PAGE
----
Space Talk

   On July 8, 2011, NASA’s clock counted down to a fiery liftoff and an incredible finale.

   The launch of space shuttle Atlantis, carrying four astronauts that day beyond Earth’s borders, marked the last flight of America’s shuttle program.

    As the United States relies on Russia for space travel and the industry heads into the private sector, the uncertainty of America’s future involvement in space exploration makes the early pioneers of the final frontier even more legendary.

   Bob Crippen, a South Florida resident of 12 years, has logged more than 565 hours in space, orbited the earth 374 times and traveled more than 9.4 million miles to infinity and beyond. The former Navy pilot became an astronaut in 1969 and embarked on four space missions, including piloting the first orbital test flight of the shuttle Columbia. Following his space flights, Crippen went on to serve in a variety of high-ranking positions at NASA, retiring in 1995 as director of the Kennedy Space Center.

   In 1972, Charlie Duke became the tenth man—and, at age 36, the youngest—to ever set foot on the moon. Like Crippen, he also took part in four space missions, of which his most famous role was serving as the lunar module pilot for Apollo 16. Born and raised in North Carolina, Duke now resides in Texas but hasn’t lost the southern accent America first heard decades ago communicating to missions control from space.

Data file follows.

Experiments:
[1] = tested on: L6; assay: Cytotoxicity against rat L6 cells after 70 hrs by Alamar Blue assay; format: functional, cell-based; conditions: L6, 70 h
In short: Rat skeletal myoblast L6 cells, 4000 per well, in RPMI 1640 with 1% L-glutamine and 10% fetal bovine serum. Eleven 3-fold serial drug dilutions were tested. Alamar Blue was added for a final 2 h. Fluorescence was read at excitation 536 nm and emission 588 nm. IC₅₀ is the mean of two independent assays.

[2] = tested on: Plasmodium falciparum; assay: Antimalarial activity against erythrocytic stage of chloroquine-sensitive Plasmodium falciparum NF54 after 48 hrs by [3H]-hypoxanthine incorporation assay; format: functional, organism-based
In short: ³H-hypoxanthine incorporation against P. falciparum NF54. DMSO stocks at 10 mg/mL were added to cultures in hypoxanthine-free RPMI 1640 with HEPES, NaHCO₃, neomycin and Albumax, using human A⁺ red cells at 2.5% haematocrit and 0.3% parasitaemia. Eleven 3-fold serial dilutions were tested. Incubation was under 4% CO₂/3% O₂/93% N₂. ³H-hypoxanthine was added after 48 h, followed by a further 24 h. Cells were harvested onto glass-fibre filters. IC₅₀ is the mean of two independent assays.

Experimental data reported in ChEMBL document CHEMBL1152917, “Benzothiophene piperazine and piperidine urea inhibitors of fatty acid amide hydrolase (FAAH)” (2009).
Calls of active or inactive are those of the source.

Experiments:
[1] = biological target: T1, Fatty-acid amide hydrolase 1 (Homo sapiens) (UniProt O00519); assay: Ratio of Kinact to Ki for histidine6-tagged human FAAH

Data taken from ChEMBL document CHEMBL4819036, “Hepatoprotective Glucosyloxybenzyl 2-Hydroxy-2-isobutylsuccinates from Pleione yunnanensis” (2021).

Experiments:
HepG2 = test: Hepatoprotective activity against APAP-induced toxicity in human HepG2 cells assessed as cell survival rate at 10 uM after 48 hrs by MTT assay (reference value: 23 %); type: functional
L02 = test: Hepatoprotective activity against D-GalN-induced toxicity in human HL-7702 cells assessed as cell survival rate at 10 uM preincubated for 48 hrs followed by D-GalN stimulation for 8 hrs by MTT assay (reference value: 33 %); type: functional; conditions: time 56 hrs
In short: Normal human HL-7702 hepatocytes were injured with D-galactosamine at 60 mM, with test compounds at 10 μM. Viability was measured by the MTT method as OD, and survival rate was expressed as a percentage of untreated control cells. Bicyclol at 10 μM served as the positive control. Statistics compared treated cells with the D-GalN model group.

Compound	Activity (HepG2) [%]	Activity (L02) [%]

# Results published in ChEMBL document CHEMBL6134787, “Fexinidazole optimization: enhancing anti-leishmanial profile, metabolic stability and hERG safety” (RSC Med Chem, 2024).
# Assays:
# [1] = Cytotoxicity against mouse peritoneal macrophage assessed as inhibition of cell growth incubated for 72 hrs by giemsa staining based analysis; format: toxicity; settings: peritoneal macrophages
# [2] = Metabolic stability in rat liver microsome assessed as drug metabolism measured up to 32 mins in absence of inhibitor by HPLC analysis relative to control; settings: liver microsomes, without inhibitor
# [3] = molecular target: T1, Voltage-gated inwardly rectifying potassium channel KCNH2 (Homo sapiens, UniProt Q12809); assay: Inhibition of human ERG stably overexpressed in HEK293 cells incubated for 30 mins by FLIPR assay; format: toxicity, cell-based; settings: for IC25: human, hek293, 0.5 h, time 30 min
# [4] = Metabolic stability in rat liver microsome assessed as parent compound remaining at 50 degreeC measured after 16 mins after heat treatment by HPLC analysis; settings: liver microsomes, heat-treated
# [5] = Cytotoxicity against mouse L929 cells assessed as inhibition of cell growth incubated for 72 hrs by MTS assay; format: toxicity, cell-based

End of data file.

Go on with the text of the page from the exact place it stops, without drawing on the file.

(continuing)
NI spoke with Crippen and Duke, both of whom explored space with astronaut John Young on separate missions, in separate interviews, about their space careers and what they see for the future of space travel. While some of their answers and experiences differ, they each emphasized the importance of investing in science museums.

   “We need more ways to excite kids about science, math and engineering,” Crippen says. “The museum is a good format to do that. I would like to see them continue to excel, expand and excite kids. I do anything I can do to support them.”

   All photos below are courtesy of NASA.


 Bob Crippen  Charlie Duke


I’m sure you’re asked this all the time: What’s it like being in space?

CRIPPEN: One word: fantastic [laughs]. It was a great experience. Anybody who’s done it will always remember it.